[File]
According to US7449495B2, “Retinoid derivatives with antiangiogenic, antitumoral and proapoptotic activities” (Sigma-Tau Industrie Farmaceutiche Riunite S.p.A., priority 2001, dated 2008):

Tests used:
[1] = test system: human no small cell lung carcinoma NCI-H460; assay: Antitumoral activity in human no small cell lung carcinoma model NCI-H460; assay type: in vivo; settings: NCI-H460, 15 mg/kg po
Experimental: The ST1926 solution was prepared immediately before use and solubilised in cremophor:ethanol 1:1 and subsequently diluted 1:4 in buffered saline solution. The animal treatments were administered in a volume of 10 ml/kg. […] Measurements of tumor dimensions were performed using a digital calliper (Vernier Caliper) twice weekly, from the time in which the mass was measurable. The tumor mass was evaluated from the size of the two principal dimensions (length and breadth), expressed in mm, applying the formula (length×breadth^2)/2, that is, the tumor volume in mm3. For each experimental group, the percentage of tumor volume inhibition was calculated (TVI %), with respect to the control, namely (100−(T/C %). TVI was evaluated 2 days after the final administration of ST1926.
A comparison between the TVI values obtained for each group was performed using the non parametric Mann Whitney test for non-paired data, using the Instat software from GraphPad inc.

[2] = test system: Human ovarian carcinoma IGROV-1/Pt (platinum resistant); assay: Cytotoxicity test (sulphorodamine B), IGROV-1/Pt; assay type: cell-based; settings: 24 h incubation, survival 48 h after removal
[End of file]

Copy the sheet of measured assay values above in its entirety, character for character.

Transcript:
According to US7449495B2, “Retinoid derivatives with antiangiogenic, antitumoral and proapoptotic activities” (Sigma-Tau Industrie Farmaceutiche Riunite S.p.A., priority 2001, dated 2008):

Tests used:
[1] = test system: human no small cell lung carcinoma NCI-H460; assay: Antitumoral activity in human no small cell lung carcinoma model NCI-H460; assay type: in vivo; settings: NCI-H460, 15 mg/kg po
Experimental: The ST1926 solution was prepared immediately before use and solubilised in cremophor:ethanol 1:1 and subsequently diluted 1:4 in buffered saline solution. The animal treatments were administered in a volume of 10 ml/kg. […] Measurements of tumor dimensions were performed using a digital calliper (Vernier Caliper) twice weekly, from the time in which the mass was measurable. The tumor mass was evaluated from the size of the two principal dimensions (length and breadth), expressed in mm, applying the formula (length×breadth^2)/2, that is, the tumor volume in mm3. For each experimental group, the percentage of tumor volume inhibition was calculated (TVI %), with respect to the control, namely (100−(T/C %). TVI was evaluated 2 days after the final administration of ST1926.
A comparison between the TVI values obtained for each group was performed using the non parametric Mann Whitney test for non-paired data, using the Instat software from GraphPad inc.

[2] = test system: Human ovarian carcinoma IGROV-1/Pt (platinum resistant); assay: Cytotoxicity test (sulphorodamine B), IGROV-1/Pt; assay type: cell-based; settings: 24 h incubation, survival 48 h after removal